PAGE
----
In short the answer is yes. In the games “Main Mode”, which is called Toad Scramble, gone are the straight, Monopoly style follow the path board games and in are more open checkers or chess style board. You can go anywhere you want and Nintendo has tried to get you to explore the boards by putting enticing bonuses randomly around the playing area. The whole point of the game, like always is to collect the most stars. How you go about that now is completely different than the way it’s been in the past. Previously once you reached a star space on a board you pay your alloted number of coins and you get said star. Now everyone gets the chance to compete, but the person who gets there first has some advantage over everyone else.
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I’m one of the people that was worried when Paper Mario: Color Splash was shown off. I was disappointed by Sticker Star on the 3DS and was dreading another game in that vein. The card system for battling was back. It didn’t look like there was going to be much in the way of RPG elements and it seemed like it was going to be a generic adventure game. Despite that I was still saying that the game deserved a chance to stand on its own and people needed to wait until the game was out to pass judgement. I’m glad to see it’s a good thing I came into the game with an open mind, because it’s actually really good.
Let’s just get this out of the way now and address the elephant in the room. The battle system from Sticker Star still remains. It’s been tweaked some, but it’s still the card based system that was introduced in that game. At the beginning of each turn you choose a series of cards that you’ll play. These can range from traditional jump and hammer attacks to fire and ice flower power ups or you can even attack with Koopa Troopas or Shy Guys. The order that you place these cards on the screen will be the order that you carry them out in. You need to make sure to plan ahead and really know how much damage will be dealt with each card. If you’re careless you could end up jumping on top of spiked enemies or throwing fireballs at Paratroopas. Those attacks would be wasted and could even damage Mario in the process.
Continue reading “Paper Mario Color Splash Review (Wii U)”
I really enjoy the Sonic Boom television show. I think it’s fun, clever and just a really enjoyable experience to watch with my kids. I thought the first game on DS wasn’t that bad either. It felt like the developers at Sega were trying to get back to what made Sonic fun. There were hints back then of things that really made the game feel like a Sonic game and I thought with another go at it the series could be really good. Well, the developers are back at it with Sonic Boom: Fire & Ice on the 3DS, and unfortunately it feels like more of the same, yet again.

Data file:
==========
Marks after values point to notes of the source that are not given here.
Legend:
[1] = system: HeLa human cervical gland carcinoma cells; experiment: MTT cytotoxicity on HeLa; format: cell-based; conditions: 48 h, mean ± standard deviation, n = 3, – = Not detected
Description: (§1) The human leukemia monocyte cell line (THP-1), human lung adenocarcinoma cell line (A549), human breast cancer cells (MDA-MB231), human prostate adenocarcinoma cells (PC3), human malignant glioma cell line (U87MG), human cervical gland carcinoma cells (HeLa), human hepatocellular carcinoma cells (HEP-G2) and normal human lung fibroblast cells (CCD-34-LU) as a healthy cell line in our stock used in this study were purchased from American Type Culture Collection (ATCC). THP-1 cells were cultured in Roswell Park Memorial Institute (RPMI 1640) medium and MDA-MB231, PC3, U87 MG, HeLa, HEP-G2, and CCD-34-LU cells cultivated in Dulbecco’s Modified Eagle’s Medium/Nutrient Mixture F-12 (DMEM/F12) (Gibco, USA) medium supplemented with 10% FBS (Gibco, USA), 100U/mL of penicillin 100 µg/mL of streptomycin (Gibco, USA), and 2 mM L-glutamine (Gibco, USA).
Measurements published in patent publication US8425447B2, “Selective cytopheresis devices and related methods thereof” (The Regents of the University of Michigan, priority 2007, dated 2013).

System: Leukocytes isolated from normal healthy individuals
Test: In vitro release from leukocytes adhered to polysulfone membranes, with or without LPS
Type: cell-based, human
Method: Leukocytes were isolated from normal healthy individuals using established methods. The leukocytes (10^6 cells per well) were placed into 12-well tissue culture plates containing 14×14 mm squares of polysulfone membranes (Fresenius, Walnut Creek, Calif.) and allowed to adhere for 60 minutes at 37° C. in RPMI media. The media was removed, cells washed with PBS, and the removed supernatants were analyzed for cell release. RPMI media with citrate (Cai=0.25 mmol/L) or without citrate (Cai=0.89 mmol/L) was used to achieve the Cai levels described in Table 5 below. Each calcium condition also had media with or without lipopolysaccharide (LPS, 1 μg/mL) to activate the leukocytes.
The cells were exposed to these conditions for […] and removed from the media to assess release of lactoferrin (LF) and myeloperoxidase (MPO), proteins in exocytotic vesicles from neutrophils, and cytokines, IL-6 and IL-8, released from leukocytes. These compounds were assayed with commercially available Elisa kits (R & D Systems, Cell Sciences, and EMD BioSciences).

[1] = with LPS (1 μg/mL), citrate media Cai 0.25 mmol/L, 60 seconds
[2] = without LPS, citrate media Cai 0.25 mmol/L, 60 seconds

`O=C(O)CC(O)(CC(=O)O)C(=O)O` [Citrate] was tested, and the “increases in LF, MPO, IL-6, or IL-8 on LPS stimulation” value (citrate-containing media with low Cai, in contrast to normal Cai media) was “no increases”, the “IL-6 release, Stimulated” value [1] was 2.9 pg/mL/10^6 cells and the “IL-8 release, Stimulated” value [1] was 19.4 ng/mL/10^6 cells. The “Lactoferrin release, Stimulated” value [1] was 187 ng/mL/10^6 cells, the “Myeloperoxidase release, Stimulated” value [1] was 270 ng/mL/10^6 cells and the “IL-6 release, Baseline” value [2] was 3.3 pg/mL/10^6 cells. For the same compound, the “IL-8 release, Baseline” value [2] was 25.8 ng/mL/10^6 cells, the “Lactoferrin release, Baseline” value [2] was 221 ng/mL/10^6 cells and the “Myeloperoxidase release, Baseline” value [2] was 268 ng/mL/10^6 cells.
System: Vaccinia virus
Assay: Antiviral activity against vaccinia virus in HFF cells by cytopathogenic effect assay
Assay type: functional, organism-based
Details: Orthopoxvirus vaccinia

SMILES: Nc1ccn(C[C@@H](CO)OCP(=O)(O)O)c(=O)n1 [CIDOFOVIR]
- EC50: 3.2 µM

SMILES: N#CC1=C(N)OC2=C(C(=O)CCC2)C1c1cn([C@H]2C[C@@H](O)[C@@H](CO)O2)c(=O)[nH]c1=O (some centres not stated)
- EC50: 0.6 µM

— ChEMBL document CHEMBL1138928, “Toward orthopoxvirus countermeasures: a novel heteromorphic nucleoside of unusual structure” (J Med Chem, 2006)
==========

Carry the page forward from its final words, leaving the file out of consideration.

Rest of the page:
The game goes along with the animated series of the same name. Sonic and his crew of friends spend their days fighting Dr. Eggman and his group of robotic baddies. In this case Eggman has found a new source of power called ragnium and he’s mining the world for the element. It’s causing fissures to open up on various islands around the world. Sonic, Tails, Amy and the rest all have to team up and work together to close those fissures so they don’t destroy their home.
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Shin Megami Tensei IV was a bit of a breath of fresh air when it was released three years ago. A darker, more ‘realistic’ RPG on the 3DS where the characters felt human and less like an anime cast. It was the first game in the SMT main series in over a decade. This game takes the story from that previous game, continues where it left off and streamlines a lot of the mechanics present in that game. It all makes for a much improved experience on an already stellar game.
SMTIV: Apocalypse is a sort of pseudo-sequel / side story to the original game released back in 2013. The events of this game take place about three-fourths of the way through the original. You see Flynn and his crew of samurai as they are finishing up their fight to save Tokyo and the world. From there you are cast into the role of Nanashi, a teenager who has aspirations to help save the world as well. The game takes place a number of years after the events of the first one and many of the things we take for granted today have become lost to time and regarded as legend by some people. You, and your friend Asahi join a group of fighters called Hunters. They work on the edges of the fight to help Flynn. Occasionally your paths cross and Flynn will help you. You work to make Tokyo livable amongst the fight between angels and demons.
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In a land far, far away where attorneys are all but a myth and prosecutors reign free. Where those who proclaim innocence are silenced by the legal system. There exists one man who will stand in the way. A man out for justice, not for one, but for all. And his name is… Phoenix Wright. Continue reading “Phoenix Wright: Ace Attorney – Spirit of Justice Review (3DS)”